Expatriates taking up employment in the Netherlands will be subject to comprehensive rules. The Global Mobility Services team at Grant Thornton Netherlands can help expatriates and their employers in dealing with Dutch visa and work permit requirements, tax matters, social security issues, pension and labour law.
In particular, the Global Mobility Services can assist expatriates and their employers in identifying Dutch tax planning opportunities and can assist with their global tax compliance.
Click on each of the areas below to expand for more information:
The employers of non-EU nationals are usually required to apply for a work permit and a residence permit prior to the employee taking up employment in the Netherlands. Further, it is important that the expatriate’s employment contract and benefit package is structured in a tax-efficient manner before the start of the assignment.
For individual taxpayers, the Dutch tax year is equal to the calendar year.
In the Netherlands there are various different tax forms (C/M/P) for individuals. Which one applies, depends on the personal situation of the individual.
The tax year-end is 31 December. Personal income tax filing should be done before 1 May of the year following the tax year. However, when certain conditions are met, extension of the deadline up to one year is possible.
|Taxable Income (€)||Rate (%)||Cumulative tax|
|1 – 34,712||9.70||3,367|
|34,712 – 68,507||37.35||15,989|
Please keep in mind that additional social security contributions are to be paid.
The taxation of individuals in the Netherlands is based on residency for income tax purposes. Residents of the Netherlands are taxable for their worldwide income. Non-residents are only taxable for certain types of Dutch sourced income. The most relevant ones are employment performed in the Netherlands and real estate located in the Netherlands.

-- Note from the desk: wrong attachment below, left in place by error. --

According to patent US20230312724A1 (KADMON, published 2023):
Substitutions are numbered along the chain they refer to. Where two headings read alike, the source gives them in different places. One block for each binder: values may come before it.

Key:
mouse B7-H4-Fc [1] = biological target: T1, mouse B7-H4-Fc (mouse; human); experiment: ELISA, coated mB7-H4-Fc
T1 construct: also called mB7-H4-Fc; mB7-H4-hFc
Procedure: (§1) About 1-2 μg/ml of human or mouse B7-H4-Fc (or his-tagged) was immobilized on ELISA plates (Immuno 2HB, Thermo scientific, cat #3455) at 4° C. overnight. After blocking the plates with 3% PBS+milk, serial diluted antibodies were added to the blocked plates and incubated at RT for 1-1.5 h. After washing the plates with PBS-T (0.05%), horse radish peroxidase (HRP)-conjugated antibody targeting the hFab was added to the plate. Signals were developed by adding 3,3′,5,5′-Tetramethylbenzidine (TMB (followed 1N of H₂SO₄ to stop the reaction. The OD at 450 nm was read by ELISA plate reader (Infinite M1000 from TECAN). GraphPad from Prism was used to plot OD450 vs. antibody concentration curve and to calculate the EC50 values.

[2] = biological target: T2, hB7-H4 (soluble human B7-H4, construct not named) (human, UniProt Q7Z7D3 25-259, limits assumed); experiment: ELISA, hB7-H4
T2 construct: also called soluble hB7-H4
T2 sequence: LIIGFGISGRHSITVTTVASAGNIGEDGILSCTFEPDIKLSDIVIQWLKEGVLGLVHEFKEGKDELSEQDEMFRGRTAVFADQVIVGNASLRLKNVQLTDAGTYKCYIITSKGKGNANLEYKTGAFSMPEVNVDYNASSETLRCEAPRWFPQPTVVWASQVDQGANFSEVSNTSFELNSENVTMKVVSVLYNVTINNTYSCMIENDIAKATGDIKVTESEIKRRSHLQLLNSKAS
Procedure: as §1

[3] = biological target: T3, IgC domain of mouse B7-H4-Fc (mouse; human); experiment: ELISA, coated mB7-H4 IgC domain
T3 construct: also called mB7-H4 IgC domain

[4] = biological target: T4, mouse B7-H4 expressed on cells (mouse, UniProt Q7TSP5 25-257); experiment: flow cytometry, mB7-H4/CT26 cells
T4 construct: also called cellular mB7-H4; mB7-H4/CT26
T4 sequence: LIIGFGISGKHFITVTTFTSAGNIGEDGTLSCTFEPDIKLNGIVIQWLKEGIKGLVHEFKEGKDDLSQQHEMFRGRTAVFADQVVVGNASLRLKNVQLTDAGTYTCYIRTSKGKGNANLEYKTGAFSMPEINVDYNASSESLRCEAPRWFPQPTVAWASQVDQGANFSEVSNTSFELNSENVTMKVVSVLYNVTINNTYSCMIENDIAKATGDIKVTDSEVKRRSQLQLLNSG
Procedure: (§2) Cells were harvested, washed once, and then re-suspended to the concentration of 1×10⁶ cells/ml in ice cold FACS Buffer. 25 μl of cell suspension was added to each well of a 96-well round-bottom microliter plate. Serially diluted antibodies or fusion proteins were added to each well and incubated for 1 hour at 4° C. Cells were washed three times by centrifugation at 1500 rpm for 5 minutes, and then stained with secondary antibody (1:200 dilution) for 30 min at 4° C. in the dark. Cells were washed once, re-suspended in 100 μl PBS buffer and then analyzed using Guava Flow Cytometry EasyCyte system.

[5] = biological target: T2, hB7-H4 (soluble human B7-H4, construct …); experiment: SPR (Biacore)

Whether an individual can be considered a resident for Dutch tax purposes depends on the facts and circumstances. Important criteria are location of a permanent home, intention of the individual, registration in a municipal register and the individual’s economic and social ties with the Netherlands.
Wages earned while working in the Netherlands are in principle subject to Dutch wage withholding tax. The wage tax rates are similar to the Dutch income tax rates and the wage tax may be credited against Dutch income tax. Dutch wage withholding tax applies to all income from employment including weekly/monthly wages, annual salaries, bonuses, commissions, director’s fees, non-approved pensions and any other cash earnings or benefits in kind. A foreign employer is in principle not obliged to withhold tax on wages unless that employer has a so-called permanent establishment in the Netherlands. A foreign employer may also voluntarily apply to act as a Dutch wage withholding tax agent.
In general stock options are taxed upon exercise. Stock options granted during the employment in the Netherlands and exercised after leaving the Netherlands can still be considered Dutch taxable wages.
A stock appreciation right (SAR) is essentially a cash bonus which in general is subject to taxation at the moment of pay-out.
In case an employee is granted or eligible to purchase company shares, this may also lead to taxable salary.
With regard to equity-based compensation, we recommend reviewing the terms and conditions of the plan prior to the introduction to determine the taxable moment and/or taxable treatment.